Getting just AGMs will not solve the issue, just allow you a little more capacity. You need to upgrade your converter/charger ($225) before getting new batteries. The batteries charging parameters have to be matched with the charging parameters of the charger.

Check your current batteries using a hydrometer. Charge them fully then turn off the charger and wait about 1/2 hour the test each cell with the hydrometer. If all cells are at the proper specify gravity then your batteries are good. If a couple of cells are down you can get an external charger to boost the voltage up above 15v and charge a few hours (remove the vent covers) you might be able to recover those cells. Even if you recover them your total battery capacity is reduce a little.

What I would do:
Get the batteries tested and hopefully recovered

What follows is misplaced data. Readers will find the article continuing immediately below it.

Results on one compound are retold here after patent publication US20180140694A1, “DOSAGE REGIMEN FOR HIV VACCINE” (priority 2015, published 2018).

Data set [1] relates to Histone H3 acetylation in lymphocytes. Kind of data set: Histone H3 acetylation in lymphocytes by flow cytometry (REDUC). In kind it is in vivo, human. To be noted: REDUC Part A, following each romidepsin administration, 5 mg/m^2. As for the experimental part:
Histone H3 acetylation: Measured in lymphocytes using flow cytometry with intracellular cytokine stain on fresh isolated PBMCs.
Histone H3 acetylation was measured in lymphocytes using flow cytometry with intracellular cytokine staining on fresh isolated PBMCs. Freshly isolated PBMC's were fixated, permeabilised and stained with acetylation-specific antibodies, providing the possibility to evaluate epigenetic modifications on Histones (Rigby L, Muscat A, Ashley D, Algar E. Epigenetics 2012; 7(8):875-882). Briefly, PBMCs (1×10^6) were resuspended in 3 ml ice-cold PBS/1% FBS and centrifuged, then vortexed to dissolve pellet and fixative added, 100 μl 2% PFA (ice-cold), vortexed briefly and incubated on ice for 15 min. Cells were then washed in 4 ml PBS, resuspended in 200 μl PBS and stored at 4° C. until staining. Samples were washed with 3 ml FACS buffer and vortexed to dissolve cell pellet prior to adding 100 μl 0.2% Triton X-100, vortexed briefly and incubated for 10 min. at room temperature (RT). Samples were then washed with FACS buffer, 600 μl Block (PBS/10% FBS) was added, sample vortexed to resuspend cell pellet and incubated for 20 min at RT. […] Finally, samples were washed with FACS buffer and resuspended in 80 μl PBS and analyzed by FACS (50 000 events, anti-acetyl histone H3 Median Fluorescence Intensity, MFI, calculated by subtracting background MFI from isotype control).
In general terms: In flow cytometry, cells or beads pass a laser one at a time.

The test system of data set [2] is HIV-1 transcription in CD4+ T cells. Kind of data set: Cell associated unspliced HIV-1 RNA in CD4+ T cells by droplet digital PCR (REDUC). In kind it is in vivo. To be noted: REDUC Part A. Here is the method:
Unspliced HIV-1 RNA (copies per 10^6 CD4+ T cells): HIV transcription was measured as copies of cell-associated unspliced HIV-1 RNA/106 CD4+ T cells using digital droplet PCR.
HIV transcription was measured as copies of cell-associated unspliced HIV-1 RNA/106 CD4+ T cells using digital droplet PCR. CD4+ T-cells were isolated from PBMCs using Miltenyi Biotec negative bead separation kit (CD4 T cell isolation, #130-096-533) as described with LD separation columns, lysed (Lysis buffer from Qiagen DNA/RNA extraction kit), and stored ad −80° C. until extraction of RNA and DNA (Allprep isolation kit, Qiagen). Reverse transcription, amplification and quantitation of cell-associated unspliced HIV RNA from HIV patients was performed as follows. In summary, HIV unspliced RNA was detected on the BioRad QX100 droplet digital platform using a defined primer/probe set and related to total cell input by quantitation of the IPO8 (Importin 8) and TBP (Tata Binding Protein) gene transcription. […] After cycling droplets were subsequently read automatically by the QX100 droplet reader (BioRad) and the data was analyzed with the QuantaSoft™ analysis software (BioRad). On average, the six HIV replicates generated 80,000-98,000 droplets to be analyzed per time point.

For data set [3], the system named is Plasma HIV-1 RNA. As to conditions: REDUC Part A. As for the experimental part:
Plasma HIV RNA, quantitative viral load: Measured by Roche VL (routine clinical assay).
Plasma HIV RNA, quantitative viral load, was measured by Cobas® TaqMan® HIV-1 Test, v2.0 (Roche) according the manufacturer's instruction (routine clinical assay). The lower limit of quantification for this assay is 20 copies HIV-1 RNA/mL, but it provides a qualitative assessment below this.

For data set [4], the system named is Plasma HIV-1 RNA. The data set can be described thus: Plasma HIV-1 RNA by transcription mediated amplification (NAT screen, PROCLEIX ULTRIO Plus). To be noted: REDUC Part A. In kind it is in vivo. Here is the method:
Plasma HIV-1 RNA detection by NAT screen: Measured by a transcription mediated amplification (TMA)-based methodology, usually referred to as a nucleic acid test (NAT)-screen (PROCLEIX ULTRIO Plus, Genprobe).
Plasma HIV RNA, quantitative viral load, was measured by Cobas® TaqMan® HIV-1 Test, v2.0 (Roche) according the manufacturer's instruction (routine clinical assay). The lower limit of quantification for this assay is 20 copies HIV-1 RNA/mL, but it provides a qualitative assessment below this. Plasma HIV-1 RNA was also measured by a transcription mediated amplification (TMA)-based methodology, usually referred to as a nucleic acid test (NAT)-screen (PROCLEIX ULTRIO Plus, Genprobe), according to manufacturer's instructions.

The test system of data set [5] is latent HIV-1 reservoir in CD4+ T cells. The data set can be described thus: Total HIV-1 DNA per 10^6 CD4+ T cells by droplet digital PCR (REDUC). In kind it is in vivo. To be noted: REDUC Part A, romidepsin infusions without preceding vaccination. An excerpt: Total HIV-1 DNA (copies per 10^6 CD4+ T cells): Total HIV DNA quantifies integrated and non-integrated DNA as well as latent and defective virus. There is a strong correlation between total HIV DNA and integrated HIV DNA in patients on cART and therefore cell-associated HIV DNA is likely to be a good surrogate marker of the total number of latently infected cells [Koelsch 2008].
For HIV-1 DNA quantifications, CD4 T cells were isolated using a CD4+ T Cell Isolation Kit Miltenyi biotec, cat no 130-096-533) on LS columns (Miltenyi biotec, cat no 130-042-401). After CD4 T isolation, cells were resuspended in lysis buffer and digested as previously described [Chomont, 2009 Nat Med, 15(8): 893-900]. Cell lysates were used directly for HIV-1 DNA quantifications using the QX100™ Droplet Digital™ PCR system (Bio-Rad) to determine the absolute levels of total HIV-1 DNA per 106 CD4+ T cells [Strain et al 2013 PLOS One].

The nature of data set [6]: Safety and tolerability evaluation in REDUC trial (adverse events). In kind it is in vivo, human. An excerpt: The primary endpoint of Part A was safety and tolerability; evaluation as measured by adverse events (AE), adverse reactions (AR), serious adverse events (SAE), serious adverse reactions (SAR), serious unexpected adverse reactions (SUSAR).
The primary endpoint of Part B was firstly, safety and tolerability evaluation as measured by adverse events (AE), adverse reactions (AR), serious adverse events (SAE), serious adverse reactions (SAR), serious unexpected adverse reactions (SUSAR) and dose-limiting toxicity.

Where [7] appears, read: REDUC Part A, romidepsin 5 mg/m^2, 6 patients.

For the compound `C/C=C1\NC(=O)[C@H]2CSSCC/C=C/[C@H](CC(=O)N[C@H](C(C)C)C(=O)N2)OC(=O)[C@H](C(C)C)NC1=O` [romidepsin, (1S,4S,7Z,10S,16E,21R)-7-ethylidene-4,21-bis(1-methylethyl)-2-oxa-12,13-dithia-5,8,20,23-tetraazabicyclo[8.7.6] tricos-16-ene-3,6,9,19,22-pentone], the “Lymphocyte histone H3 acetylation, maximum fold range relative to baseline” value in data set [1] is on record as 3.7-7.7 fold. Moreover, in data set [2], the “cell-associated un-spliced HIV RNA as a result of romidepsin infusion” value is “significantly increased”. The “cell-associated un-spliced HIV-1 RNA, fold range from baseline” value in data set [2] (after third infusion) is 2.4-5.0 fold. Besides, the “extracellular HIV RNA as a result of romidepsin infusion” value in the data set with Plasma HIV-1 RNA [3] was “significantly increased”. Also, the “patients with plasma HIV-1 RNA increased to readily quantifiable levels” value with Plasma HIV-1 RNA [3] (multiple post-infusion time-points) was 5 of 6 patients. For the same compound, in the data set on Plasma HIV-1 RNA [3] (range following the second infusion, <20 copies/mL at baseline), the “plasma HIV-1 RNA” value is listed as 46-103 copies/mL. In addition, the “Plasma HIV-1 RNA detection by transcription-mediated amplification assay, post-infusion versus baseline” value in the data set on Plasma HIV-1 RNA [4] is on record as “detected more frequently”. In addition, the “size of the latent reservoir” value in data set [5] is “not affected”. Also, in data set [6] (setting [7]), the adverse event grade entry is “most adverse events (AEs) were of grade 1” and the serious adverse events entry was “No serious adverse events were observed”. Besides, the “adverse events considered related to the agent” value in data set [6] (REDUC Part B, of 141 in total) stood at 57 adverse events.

Replace the OEM convert/charger to a multi stage charger such as PD4655
Purchase a portable solar panel when dry camping. I have a Zamp 200w system. Minimum would be a 100w system.
Later, you can get AGMs or just get some Trojan deep cycle batteries if you are still using the A frame battery compartment. You could squeeze grp 31s into the box and get 200ah.
Later, install some roof solar, you can patch in the portable to the roof solar system to add capacity. While you are towing the roof solar keeps the batteries charging.

Kelvin
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Old 03-24-2017, 07:52 PM   #39
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If you have one dead cell, then the thing is dead!

You need to take them to a Auto Zone to have them check.

Welcome to dry camping.
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Old 03-24-2017, 08:17 PM   #40